Deception in psychology : Moral costs and benefits of unsought self-knowledge
    with Matteo Mameli
    Accountability in Research 13 259-275. 2006.
    Is it ethical to deceive the individuals who participate in psychological experiments for methodological reasons? We argue against an absolute ban on the use of deception in psychological research. The potential benefits of many psychological experiments involving deception consist in allowing individuals and society to gain morally significant self-knowledge that they could not otherwise gain. Research participants gain individual self-knowledge which can help them improve their autonomous deci…Read more
  •  187
    Stem cell research, personhood and sentience
    with John Harris
    Reproductive Biomedicine Online 10 68-75. 2005.
    In this paper the permissibility of stem cell research on early human embryos is defended. It is argued that, in order to have moral status, an individual must have an interest in its own wellbeing. Sentience is a prerequisite for having an interest in avoiding pain, and personhood is a prerequisite for having an interest in the continuation of one's own existence. Early human embryos are not sentient and therefore they are not recipients of direct moral consideration. Early human embryos do not…Read more
  •  185
    To what extent do self-deception and delusion overlap? In this paper we argue that both self-deception and delusions can be understood in folk-psychological terms. “Motivated” delusions, just like self-deception, can be described as beliefs driven by personal interests. If self-deception can be understood folk-psychologically because of its motivational component, so can motivated delusions. Non-motivated delusions also fit the folk-psychological notion of belief, since they can be described as …Read more
  •  178
    The right not to know: the case of psychiatric disorders
    with Heather Widdows
    Journal of Medical Ethics 37 (11): 673-676. 2011.
    This paper will consider the right not to know in the context of psychiatric disorders. It will outline the arguments for and against acquiring knowledge about the results of genetic testing for conditions such as breast cancer and Huntington’s disease, and examine whether similar considerations apply to disclosing to clients the results of genetic testing for psychiatric disorders such as depression and Alzheimer’s disease. The right not to know will also be examined in the context of the diagn…Read more
  •  164
    Does reflection lead to wise choices?
    Philosophical Explorations 14 (3): 297-313. 2011.
    Does conscious reflection lead to good decision-making? Whereas engaging in reflection is traditionally thought to be the best way to make wise choices, recent psychological evidence undermines the role of reflection in lay and expert judgement. The literature suggests that thinking about reasons does not improve the choices people make, and that experts do not engage in reflection, but base their judgements on intuition, often shaped by extensive previous experience. Can we square the tradition…Read more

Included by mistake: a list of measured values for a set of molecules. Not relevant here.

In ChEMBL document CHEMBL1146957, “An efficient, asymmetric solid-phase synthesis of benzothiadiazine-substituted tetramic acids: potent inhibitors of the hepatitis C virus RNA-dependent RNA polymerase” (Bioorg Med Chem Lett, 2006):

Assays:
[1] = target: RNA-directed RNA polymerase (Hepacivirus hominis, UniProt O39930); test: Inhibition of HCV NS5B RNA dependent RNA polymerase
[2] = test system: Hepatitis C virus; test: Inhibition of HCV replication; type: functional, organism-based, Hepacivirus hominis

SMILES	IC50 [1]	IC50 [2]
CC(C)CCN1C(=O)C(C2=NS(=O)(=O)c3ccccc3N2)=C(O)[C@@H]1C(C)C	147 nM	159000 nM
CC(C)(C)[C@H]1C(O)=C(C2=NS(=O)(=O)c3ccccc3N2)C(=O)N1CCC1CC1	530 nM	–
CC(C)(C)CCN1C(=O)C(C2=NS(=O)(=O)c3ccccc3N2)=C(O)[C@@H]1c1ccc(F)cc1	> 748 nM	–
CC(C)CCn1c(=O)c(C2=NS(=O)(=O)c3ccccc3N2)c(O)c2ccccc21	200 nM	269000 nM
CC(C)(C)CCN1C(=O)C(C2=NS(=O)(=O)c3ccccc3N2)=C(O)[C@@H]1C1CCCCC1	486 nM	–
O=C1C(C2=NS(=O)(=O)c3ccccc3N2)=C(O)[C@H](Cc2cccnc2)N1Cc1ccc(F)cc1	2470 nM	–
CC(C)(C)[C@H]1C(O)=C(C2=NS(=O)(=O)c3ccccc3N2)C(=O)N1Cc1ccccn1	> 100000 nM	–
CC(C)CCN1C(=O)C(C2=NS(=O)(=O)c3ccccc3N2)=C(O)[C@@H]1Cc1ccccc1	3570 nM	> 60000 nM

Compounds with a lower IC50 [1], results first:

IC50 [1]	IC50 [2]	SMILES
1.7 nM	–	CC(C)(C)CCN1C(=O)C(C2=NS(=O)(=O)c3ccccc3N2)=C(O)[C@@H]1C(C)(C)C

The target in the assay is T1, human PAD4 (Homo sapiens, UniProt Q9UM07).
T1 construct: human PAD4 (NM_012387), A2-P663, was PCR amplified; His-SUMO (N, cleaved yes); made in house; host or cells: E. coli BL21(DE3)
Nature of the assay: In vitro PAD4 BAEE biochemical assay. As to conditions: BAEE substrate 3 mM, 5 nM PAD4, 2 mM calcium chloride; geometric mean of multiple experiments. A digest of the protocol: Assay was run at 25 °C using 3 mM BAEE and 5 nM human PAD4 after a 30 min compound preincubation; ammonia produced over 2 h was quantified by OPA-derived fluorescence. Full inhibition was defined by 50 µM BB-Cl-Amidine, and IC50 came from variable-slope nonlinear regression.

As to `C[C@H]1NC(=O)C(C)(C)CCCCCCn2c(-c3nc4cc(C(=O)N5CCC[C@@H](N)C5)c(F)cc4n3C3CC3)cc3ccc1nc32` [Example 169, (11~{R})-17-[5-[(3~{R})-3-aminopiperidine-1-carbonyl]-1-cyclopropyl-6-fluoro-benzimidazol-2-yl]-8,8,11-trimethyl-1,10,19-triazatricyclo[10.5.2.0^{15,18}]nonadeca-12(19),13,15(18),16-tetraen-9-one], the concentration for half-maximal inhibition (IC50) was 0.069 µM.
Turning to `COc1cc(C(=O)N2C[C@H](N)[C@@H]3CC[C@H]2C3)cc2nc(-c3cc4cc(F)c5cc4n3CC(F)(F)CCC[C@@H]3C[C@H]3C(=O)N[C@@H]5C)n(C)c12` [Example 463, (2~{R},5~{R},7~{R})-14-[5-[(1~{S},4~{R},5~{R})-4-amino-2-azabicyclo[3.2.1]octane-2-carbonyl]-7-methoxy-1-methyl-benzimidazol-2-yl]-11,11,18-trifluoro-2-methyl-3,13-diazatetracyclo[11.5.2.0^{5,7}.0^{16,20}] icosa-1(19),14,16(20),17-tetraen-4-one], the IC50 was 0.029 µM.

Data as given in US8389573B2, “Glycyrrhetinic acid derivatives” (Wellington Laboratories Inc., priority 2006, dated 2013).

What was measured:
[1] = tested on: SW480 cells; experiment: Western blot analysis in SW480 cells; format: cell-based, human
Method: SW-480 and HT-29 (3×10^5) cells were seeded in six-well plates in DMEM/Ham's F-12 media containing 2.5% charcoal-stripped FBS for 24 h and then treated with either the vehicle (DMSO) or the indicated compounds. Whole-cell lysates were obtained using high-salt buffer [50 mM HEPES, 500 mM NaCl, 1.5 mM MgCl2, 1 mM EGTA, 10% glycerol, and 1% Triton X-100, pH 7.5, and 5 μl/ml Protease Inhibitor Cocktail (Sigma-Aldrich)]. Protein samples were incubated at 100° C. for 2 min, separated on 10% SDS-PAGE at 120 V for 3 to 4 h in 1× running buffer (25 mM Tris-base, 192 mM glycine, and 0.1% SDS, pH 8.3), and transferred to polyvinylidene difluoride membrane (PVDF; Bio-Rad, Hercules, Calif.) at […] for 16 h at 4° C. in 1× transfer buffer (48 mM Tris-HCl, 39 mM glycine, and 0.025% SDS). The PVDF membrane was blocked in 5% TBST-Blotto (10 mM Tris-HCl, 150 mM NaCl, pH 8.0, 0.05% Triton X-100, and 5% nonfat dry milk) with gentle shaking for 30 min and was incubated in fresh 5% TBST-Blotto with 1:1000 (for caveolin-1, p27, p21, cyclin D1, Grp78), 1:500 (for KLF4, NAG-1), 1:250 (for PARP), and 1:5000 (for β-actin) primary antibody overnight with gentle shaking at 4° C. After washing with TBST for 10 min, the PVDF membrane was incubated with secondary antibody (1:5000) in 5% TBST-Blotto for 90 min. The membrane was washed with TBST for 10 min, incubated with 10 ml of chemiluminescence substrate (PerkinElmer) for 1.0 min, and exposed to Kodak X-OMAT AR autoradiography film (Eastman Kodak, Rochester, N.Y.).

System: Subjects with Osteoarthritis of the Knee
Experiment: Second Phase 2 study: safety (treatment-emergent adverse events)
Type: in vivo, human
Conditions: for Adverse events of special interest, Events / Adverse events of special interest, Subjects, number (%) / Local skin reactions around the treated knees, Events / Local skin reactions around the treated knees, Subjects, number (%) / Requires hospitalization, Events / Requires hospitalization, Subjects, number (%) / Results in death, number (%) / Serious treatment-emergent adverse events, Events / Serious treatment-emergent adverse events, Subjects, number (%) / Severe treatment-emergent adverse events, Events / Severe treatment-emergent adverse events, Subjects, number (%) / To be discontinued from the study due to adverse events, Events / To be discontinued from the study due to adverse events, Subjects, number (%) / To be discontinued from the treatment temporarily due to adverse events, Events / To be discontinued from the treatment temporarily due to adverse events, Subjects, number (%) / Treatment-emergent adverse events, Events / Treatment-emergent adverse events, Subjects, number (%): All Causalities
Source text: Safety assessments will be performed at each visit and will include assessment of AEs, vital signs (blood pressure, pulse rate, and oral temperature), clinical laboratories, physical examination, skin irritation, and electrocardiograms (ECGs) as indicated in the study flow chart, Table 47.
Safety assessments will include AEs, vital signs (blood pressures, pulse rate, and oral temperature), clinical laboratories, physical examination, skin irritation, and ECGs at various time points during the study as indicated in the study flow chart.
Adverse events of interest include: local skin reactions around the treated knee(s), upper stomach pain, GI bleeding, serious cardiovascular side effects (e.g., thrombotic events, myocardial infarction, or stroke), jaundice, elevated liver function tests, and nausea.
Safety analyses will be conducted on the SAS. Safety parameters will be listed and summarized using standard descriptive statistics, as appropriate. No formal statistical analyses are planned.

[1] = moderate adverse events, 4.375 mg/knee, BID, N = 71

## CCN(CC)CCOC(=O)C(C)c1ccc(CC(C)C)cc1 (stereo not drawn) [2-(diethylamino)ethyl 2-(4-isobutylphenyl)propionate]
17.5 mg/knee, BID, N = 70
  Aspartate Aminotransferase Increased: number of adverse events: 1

•  160
    Intentionality without rationality
    Proceedings of the Aristotelian Society 105 (3): 385-392. 2005.
    It is often taken for granted in standard theories of interpretation that there cannot be intentionality without rationality. According to the background argument, a system can be interpreted as having irrational beliefs only against a general background of rationality. Starting from the widespread assumption that delusions can be reasonably described as irrational beliefs, I argue here that the background argument fails to account for their intentional description
  •  157
    Psychiatry as Cognitive Neuroscience: Philosophical Perspectives (edited book)
    with Matthew Broome
    Oxford University Press. 2009.
    Neuroscience has long had an impact on the field of psychiatry, and over the last two decades, with the advent of cognitive neuroscience and functional neuroimaging, that influence has been most pronounced. However, many question whether psychopathology can be understood by relying on neuroscience alone, and highlight some of the perceived limits to the way in which neuroscience informs psychiatry. Psychiatry as Cognitive Neuroscience is a philosophical analysis of the role of neuroscience in th…Read more
  •  141
    What does Fido believe?
    Think 7 (19): 7-15. 2008.
    Lisa Bortolotti introduces the arguments about whether dogs can have beliefs